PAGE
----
Former President Donald Trump claims the right to assert executive privilege with regard to presidential records of his administration, including such records that were kept in his Mar-a-Lago home in apparent violation of the Presidential Records Act and subsequently seized by the FBI pursuant to a search warrant. While there has been much debate over whether a former president can ever assert executive privilege in these circumstances (namely where the records are sought by the executive branch in furtherance of its performance of executive functions), less attention has been paid to specific type of “executive privilege” that is at issue here.
Trump’s contention is founded on the Supreme Court’s 1976 decision in Nixon v. Administrator of General Services (GSA), where the Court concluded that under some circumstances a former president could assert one type of executive privilege, commonly known as the presidential communications privilege. The presidential communications privilege (first recognized by the Court in the 1974 Nixon tapes case) is a qualified privilege applying to confidential deliberative communications between a president and his advisers. The idea is that a president will not be able to get candid advice from subordinates without an assurance this advice will generally remain confidential and that this assurance of confidentiality should not automatically end (or be solely controlled by a successor) when a president leaves office. Indeed, it’s also the type that Justice Brett Kavanaugh discussed in his 2021 opinion suggesting a former president’s view of executive privilege could in some cases trump the incumbent’s view.
Importantly, neither Nixon v. GSA nor Kavanaugh’s concurring opinion suggest that a former president could assert a different type of executive privilege — the so-called “state secrets” privilege which applies to military and diplomatic secrets and which the Court has suggested may be more absolute than the qualified presidential communications privilege. To the contrary, Nixon v. GSA noted that all parties to the case, including former President Nixon, agreed that “the very specific privilege protecting against disclosure of state secrets and sensitive information concerning military or diplomatic matters . . . may be asserted only by an incumbent President” (emphasis added). Thus, the Court contrasted the privilege related to confidentiality of presidential communications with the “privilege relating to the need ‘to protect military, diplomatic, or sensitive national security secrets’” (quoting U.S. v Nixon).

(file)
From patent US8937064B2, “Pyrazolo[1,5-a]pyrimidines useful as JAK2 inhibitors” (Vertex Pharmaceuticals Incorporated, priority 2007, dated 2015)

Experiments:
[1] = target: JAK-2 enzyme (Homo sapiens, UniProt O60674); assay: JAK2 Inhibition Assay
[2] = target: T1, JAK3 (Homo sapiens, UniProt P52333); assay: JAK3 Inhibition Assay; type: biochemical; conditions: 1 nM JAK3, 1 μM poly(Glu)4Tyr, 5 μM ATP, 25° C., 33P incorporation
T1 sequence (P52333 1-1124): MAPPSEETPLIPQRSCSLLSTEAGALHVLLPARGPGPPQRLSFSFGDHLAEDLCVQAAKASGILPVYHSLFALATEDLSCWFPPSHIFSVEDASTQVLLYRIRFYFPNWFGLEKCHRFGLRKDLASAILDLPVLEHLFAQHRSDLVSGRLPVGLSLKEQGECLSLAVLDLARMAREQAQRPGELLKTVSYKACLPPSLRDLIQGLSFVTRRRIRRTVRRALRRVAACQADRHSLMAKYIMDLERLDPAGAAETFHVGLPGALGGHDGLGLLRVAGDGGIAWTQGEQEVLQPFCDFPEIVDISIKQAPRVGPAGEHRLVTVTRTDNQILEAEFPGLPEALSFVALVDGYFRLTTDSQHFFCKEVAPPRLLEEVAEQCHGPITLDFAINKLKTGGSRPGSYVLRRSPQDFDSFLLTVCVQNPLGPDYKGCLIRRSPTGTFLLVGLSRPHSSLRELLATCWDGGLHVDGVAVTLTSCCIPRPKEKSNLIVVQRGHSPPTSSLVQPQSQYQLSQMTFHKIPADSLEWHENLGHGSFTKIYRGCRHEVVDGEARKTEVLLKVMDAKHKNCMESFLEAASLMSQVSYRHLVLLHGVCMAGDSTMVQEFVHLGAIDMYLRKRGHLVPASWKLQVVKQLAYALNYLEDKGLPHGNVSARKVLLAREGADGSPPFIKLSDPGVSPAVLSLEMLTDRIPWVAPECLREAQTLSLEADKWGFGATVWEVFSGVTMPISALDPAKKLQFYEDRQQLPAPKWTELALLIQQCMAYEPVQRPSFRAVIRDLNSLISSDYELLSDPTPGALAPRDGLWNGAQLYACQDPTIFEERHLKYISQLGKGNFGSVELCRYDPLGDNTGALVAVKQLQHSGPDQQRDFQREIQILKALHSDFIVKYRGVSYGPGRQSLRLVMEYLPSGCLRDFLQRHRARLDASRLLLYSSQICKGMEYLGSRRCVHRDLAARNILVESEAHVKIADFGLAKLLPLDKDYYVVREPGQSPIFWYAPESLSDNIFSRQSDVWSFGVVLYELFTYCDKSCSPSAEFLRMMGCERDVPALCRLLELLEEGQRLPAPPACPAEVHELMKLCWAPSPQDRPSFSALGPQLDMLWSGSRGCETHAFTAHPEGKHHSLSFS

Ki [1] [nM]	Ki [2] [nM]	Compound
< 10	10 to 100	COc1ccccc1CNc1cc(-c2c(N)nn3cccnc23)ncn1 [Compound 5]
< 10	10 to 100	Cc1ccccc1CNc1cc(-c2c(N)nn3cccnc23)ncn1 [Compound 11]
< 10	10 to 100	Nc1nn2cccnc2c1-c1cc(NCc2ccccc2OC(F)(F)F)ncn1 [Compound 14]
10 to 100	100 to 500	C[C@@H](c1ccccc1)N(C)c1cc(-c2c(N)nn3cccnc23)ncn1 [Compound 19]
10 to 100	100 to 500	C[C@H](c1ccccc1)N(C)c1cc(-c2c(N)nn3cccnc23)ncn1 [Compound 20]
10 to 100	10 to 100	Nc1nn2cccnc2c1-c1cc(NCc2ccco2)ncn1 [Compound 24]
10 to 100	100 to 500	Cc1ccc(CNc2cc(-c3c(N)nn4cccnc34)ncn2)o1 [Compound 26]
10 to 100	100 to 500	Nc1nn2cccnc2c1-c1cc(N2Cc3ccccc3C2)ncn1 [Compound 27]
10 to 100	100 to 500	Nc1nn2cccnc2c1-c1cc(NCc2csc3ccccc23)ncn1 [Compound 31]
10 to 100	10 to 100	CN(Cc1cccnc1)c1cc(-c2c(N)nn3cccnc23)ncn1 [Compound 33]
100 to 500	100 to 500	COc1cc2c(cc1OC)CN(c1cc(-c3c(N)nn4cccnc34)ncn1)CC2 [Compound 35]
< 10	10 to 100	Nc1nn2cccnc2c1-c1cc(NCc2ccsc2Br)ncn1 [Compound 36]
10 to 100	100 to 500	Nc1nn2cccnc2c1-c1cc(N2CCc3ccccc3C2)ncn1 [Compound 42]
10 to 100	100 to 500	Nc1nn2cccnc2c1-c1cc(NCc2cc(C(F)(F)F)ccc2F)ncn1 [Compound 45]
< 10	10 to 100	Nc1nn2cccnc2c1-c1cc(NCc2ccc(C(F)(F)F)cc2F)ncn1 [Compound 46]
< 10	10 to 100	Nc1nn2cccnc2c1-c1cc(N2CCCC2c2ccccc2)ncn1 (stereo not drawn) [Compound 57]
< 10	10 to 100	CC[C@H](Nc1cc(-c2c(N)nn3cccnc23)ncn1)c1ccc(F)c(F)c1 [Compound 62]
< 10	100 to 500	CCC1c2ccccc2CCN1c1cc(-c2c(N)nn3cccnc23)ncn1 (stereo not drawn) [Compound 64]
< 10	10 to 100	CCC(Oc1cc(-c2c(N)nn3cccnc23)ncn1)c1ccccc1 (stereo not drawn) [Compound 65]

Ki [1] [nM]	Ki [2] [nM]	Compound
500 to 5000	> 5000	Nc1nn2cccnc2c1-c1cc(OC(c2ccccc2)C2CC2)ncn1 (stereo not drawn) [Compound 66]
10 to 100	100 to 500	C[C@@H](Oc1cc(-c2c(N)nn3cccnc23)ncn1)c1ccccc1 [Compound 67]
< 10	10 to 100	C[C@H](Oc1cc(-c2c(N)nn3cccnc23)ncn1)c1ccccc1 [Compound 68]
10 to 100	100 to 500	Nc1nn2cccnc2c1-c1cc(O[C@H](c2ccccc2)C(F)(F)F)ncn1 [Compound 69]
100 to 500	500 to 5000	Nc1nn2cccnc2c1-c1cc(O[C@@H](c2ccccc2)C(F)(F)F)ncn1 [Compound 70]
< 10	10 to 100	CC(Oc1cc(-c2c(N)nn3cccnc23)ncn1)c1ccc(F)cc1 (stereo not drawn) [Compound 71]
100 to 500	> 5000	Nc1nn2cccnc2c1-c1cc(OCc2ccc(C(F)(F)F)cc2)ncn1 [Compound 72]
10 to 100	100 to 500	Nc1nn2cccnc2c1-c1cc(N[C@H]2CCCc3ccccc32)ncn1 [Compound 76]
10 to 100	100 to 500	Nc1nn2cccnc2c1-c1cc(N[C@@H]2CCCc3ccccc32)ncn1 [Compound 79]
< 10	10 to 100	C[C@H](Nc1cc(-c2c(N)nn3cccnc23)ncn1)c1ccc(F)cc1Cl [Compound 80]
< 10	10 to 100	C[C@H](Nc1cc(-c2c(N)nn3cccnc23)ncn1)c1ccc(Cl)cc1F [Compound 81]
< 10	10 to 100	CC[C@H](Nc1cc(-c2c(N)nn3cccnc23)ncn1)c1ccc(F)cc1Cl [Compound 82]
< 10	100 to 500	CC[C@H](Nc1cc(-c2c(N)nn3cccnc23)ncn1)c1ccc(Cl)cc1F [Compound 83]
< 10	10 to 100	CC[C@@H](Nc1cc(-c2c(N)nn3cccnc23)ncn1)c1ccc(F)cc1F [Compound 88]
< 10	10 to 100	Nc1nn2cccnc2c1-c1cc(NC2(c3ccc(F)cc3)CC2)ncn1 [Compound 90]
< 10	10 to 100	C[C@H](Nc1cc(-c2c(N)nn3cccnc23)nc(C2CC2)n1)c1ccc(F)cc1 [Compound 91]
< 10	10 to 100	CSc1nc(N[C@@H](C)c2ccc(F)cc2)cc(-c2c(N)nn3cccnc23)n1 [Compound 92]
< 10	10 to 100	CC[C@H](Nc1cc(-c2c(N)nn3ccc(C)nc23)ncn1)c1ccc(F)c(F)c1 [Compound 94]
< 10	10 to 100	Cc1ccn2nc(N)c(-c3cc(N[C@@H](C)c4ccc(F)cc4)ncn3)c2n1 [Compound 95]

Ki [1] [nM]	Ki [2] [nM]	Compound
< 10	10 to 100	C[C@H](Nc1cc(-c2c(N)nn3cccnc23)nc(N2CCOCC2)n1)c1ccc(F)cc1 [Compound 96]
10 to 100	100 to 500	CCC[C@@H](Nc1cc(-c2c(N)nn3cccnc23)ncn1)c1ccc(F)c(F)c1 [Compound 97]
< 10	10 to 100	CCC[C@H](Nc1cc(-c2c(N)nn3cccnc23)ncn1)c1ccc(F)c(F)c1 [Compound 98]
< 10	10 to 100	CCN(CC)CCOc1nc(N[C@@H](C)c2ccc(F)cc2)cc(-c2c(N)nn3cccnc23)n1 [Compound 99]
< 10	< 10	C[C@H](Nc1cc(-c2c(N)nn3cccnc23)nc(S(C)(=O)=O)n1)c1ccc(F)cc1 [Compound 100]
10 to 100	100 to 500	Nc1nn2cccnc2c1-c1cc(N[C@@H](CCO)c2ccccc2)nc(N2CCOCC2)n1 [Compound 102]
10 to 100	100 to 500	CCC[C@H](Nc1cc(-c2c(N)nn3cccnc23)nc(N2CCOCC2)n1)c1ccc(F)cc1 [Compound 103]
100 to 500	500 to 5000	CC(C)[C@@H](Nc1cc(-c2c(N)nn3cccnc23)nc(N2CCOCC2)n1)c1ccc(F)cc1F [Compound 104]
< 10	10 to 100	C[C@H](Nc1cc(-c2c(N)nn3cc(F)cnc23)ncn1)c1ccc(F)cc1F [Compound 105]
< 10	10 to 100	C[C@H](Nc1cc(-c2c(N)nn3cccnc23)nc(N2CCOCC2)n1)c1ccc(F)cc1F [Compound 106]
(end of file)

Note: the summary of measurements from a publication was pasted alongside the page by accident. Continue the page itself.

This distinction is consistent with the Justice Department’s recent filing in the federal district court in Florida, which explains that executive authority to classify and control access to information bearing on national security can be exercised only by the incumbent president, not by any former president, “because it is the incumbent President who bears the responsibility to protect and defend the national security of the United States.”
To be sure it is possible for documents to be protected by both the presidential communications and state secrets branches of executive privilege, but there is reason to believe that at least some of the disputed documents taken to Mar-a-Lago would be protected, if at all, only by the latter. For example, Trump allegedly retained correspondence with North Korean leader Kim Jong Un, which might very well qualify as state secrets but certainly would not fall under the presidential communications privilege since Kim was not, under any definition, an adviser to the former president. Similarly, it has been reported that documents seized from Mar-a-Lago included sensitive intelligence on a foreign nation’s nuclear capabilities, which would certainly qualify as state secrets but very likely would not constitute presidential communications.
Thus, whatever Trump’s chances of convincing the courts that he can assert the presidential communications privilege here against the FBI and the current president, it may not matter with regard to many if not all of the national security documents that are actually at issue.